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Constantin Brancusi exhibition at Tate Modern

Romanian-born sculptor Constantin Brancusi, encouraged by Rodin, went on to inspire Barbara Hepworth and Carl Andre.

caryatid
Caryatid II 1914/26,, Wood, Fogg Art Museum, ADAGP, Paris and DACS London 2004


Although Brancusi died almost fifty years ago, Tate Modern's exhibition The Essence of Things is the first UK exhibition dedicated to his work.

The early rooms appear to be displaying a collection of carefully guarded ostrich eggs. These are his single heads which in 1908 were ground breaking. This is also the date of the stone Kiss, depicting two figures embracing, shown alongside limestone The Kiss created a decade later.

caryatid
Sleeping Muse 1909-10, Marble, Hirshhorn Museum and Sculpture Garden, ADAGP, Paris and DACS London 2004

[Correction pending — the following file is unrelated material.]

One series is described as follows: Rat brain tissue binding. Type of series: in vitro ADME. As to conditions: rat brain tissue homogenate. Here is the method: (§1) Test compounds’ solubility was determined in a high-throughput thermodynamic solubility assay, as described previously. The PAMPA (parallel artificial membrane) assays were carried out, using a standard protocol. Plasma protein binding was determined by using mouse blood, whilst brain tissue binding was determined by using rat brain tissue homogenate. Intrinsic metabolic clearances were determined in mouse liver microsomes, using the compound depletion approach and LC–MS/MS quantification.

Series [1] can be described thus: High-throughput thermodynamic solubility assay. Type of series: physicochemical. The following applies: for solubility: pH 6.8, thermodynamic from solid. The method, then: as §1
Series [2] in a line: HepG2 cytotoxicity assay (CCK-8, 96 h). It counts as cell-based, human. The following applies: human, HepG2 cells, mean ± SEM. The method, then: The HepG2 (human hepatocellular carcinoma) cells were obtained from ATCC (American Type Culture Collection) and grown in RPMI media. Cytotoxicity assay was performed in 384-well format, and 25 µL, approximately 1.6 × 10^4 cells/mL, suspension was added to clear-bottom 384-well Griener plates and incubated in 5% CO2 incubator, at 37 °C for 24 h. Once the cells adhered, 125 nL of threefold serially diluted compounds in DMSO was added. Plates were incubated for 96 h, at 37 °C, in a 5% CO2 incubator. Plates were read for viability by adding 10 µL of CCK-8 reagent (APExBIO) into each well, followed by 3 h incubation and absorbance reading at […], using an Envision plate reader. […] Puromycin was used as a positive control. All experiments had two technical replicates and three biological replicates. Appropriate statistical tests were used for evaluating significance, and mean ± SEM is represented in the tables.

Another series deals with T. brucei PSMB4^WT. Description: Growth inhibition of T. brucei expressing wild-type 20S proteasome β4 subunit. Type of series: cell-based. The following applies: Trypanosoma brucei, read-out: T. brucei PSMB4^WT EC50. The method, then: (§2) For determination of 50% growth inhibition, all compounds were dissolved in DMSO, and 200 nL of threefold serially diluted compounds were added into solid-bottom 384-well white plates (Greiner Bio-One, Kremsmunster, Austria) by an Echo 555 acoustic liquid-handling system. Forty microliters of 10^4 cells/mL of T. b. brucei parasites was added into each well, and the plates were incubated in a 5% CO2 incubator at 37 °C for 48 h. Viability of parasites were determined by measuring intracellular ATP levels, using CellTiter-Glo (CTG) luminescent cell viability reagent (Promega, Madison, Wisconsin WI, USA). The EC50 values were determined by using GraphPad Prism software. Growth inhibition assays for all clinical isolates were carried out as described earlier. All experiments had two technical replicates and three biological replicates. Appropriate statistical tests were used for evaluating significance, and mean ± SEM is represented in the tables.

The controversial piece is Princess X which was banned in 1916 as it was thought to suggest a penis. There is a story that Brancusi's art was so minimalist that a piece was rejected by US Customs on the grounds that it could not be art. After Tate Modern, this exhibition goes to New York. It is the simplicity of work produced a century ago and before the First World War which makes this show so important.

Later in Life he looked back to the WWI years by producing a war memorial for his home town in Romania. It has three parts, to link earth to heaven, and includes The Gate of the Kiss.

• Constantin Brancusi: The Essence of Things is at Tate Modern until Sunday 23 May; admission 8 (conc 6).

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